On March 27, 2023, two United States Senators, Bill Cassidy, MD (R-LA) and Jeff Merkley (D-OR) introduced the bipartisan No Unreasonable Payments, Coding, or Diagnoses for the Elderly (“No UPCODE”) Act to address perceived financial incentives inherent in the Medicare Advantage patient risk scoring reimbursement methodology. Senator Merkley alleges that the current reimbursement methodology has resulted in billions in overpayments on an annual basis.

Under the current compensation methodology, providers are reimbursed at a risk-adjusted standard rate per patient based on the patient’s health and reported diagnoses. The base capitated rate per beneficiary is determined on annual basis based on data from inpatient hospital and ambulatory settings. That base rate can be adjusted, however, to account for a beneficiary’s diagnosed medical conditions that are likely to increase that particular beneficiary’s use and cost of care. Because of that risk adjustment process, the Senators allege that providers and Medicare Advantage organizations are incentivized to take unnecessary medical conditions into account when calculating risk scores to increase Medicare reimbursement.

The No UPCODE Act proposes revisions to the Social Security Act (42 U.S.C. 1395w–23(a)) to eliminate these perceived incentives. Of note, starting in 2024 and going forward, the No UPCODE Act would require Center for Medicare & Medicaid Services (“CMS”) to:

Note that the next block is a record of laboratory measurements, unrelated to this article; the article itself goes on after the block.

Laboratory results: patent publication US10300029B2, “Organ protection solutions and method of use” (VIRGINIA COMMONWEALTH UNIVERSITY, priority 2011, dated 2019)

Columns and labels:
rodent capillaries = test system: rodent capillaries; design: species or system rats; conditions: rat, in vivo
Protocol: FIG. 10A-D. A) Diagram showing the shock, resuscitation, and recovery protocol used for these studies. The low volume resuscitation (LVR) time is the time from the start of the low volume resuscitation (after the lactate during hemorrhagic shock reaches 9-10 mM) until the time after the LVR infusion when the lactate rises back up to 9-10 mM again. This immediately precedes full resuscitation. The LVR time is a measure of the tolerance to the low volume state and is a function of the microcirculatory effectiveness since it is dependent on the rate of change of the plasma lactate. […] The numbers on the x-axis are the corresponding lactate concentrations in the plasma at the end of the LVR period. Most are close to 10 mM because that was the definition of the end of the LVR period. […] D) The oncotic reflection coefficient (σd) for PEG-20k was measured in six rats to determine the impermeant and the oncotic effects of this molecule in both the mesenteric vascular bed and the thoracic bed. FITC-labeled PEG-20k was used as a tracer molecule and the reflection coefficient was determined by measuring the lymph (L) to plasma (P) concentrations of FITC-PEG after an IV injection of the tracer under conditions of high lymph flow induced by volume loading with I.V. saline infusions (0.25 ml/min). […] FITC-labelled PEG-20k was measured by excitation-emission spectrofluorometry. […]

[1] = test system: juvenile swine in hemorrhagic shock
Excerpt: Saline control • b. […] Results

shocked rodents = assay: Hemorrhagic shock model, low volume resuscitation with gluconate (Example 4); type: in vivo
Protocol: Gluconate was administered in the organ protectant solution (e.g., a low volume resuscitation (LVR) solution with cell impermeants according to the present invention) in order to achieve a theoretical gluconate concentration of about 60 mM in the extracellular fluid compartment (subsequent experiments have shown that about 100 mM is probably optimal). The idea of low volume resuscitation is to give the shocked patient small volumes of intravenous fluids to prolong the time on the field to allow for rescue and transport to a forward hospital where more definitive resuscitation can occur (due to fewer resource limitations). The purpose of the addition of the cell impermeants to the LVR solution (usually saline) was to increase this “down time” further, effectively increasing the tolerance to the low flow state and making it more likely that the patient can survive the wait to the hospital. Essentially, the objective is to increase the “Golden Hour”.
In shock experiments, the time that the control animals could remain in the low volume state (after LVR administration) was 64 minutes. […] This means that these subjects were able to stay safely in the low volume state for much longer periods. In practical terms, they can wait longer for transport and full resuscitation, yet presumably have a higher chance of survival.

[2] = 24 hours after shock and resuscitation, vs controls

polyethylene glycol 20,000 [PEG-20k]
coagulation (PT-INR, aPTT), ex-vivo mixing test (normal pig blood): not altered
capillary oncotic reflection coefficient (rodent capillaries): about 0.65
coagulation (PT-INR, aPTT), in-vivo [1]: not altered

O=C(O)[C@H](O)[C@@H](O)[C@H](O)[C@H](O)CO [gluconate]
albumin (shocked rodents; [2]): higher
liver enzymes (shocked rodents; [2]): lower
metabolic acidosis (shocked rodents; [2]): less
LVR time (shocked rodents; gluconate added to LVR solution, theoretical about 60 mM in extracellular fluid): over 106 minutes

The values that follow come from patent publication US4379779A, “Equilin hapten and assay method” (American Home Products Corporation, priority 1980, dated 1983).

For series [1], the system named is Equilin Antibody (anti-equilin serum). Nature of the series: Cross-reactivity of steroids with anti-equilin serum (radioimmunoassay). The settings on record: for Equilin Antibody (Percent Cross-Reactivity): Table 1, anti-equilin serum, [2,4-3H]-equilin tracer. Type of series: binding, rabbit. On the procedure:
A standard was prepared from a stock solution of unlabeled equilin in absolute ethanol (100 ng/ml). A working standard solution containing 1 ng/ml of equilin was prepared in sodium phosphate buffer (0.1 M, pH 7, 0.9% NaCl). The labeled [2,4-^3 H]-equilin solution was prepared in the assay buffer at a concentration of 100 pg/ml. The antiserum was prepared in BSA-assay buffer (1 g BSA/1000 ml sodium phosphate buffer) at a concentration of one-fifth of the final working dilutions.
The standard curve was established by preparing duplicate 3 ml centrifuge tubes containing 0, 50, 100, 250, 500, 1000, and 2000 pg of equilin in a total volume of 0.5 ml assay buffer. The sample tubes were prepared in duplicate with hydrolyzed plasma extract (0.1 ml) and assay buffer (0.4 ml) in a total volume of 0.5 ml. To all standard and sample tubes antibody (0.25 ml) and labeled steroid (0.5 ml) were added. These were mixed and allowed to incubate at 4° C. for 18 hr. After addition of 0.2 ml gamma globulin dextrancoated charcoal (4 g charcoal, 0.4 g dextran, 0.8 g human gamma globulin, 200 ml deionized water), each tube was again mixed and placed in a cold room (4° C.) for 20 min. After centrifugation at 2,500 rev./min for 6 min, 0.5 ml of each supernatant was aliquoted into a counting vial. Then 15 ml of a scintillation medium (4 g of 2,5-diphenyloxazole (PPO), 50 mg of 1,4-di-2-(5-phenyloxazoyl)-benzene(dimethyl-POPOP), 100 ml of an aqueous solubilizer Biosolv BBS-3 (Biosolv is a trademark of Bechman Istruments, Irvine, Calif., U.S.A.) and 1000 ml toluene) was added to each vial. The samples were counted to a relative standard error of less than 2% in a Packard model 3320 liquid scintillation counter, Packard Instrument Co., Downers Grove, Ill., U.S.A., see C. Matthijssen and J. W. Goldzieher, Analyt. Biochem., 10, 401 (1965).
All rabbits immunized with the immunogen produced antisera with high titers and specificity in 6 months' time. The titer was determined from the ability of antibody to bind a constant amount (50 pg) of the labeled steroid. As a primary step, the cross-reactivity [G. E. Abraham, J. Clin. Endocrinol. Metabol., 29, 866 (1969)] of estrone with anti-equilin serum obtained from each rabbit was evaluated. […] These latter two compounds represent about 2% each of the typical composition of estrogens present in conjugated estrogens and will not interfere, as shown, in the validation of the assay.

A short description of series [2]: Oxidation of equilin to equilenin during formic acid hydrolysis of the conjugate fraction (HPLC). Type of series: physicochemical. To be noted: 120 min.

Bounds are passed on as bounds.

• Use two years of diagnostic data in in calculating the risk-adjusted payment rates, rather than the one year reviewed currently;
  • Not consider diagnoses collected from a chart review or health risk assessment when making risk adjustments for health status, a common risk adjustment approach of plans;
  • Establish procedures to provide for identification and verification of diagnoses collected from chart reviews and health risk assessments; and
  • Review the differences in coding patterns between traditional Medicare and Medicare Advantage, evaluate the impact on risk scores for Medicare Advantage beneficiaries, and issue a report on the same.

The proposed legislation comes on the heels of the CMS’ release of the Calendar Year 2024 Advance Notice of Methodological Changes for Medicare Advantage (MA) Capitation Rates and Part C and Part D Payment Policies (“Advance Notice”) on February 1, 2023. The Advance Notice proposes a 1.03% increase in reimbursement rates to Medicare Advantage and Medicare Part D plans and changes to the risk adjustment-based payment model. Health insurers and other stakeholders claim that the changes in the Advance Notice are likely to result in a 2.27% decrease in payments to plans overall. CMS accepted comments on the Advance Notice until March 3, 2023 and plans to issue a final rate announcement by April 3, 2023.

Reed Smith will continue to track developments regarding the NO UPCODE Act, the Advance Notice, and their impact on Medicare Advantage reimbursement considerations. Should you have any questions about the No UPCODE Act or the Advance Notice, or have other health care compliance concerns, please do not hesitate to reach out to the authors of this post or the other health care attorneys at Reed Smith.